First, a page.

'Me name dutty up the jail book' ... Sugar cane vendor says he risks being locked up to school his children
For the past 25 years, Christopher 'Caney' Walker has earned an income from selling cane in Linstead, St Catherine.
"A right yah so me stay and sell enough to send me six kids dem to school. Me daughter is a big accountant and me son is a soldier. Me next daughter could a be an accountant too, but she gone a farrin," he said with pride.
However, Caney told The STAR that he is extremely frustrated with the manner in which he and other vendors are dealt with by members of the Jamaica Constabulary Force in the northern St Catherine town.
"The police dem a mi problem right ya now. The government naah move right, because when a man like me can sell cane and send mi pickney dem go school fi dem come be somebody professional ina di country, and den the government send police come lock me up, whe uno wa me do, be a prisoner?"
Caney said that while trying to make a living, he has had to spend numerous nights behind bars on different occasions.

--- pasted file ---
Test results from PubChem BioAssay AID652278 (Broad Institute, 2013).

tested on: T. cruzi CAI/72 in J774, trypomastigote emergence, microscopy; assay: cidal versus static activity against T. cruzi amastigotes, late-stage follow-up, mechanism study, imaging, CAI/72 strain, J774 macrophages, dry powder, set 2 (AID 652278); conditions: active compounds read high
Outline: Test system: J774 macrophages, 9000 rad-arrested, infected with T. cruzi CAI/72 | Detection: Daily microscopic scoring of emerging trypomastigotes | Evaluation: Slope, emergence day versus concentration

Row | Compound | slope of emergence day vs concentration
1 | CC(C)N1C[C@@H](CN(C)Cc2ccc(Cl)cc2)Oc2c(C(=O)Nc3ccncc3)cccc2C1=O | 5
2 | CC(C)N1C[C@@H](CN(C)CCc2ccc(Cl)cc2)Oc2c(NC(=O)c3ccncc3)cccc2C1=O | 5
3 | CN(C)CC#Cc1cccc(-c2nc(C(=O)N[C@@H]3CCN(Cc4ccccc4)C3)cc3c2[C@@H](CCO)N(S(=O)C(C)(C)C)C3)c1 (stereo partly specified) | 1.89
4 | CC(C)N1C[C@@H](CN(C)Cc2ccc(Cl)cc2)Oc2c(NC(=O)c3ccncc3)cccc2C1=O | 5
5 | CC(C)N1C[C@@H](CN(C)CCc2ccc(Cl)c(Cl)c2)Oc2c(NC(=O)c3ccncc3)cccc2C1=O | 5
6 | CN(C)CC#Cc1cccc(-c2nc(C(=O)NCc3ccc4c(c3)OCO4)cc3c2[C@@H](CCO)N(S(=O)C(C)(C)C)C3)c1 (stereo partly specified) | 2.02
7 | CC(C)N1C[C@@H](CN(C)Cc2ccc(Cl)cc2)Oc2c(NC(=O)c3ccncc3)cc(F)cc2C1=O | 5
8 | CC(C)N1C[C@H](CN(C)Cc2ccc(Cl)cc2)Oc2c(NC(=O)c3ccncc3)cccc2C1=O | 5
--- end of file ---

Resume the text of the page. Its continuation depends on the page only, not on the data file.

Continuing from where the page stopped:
"Ano likkle time me go a jail enuh. me go more than 20 times. Me name dutty up the jail book all because me sell cane right ya so so me can send me pickney dem go school," he said.
"When dem lock we up yaso, more time, all $30,000 we have to pay a courthouse, so right now, me have to end up a parish council fi go get licence to sell and other documents just to sell cane," Caney added.
For months, the St Catherine community has been plagued by criminal activities, including several murders and robberies. Caney said that he is imploring the lawmen to divert their attention to catching the criminals that have been disrupting the usually quiet community.
"Yuh have a police out yah whe move like him a God. When him a come, everybody have to take up dem tings and run like dem hear news. Me sidung right yah suh already and see police a lay wait we over the side a di road, and bare shot start beat and man a dead, and none a dem nuh run off in the direction. But dem nuh ramp fi run we dung like Usain," he said.
Caney said that the vendors are often the target of harassment because the police strongly believe that they are supporting the criminals.
"Every day the police dem come a work, a the vendors, taxi man, and hustlers dem a grab. Di police dem a say the seller dem a help buy gun and shot, but my money naah support nuh bad man, a my family it spend pon. Right now, me wa buy piece a land, and a right yah so me a sidung and sell and buy it," he said.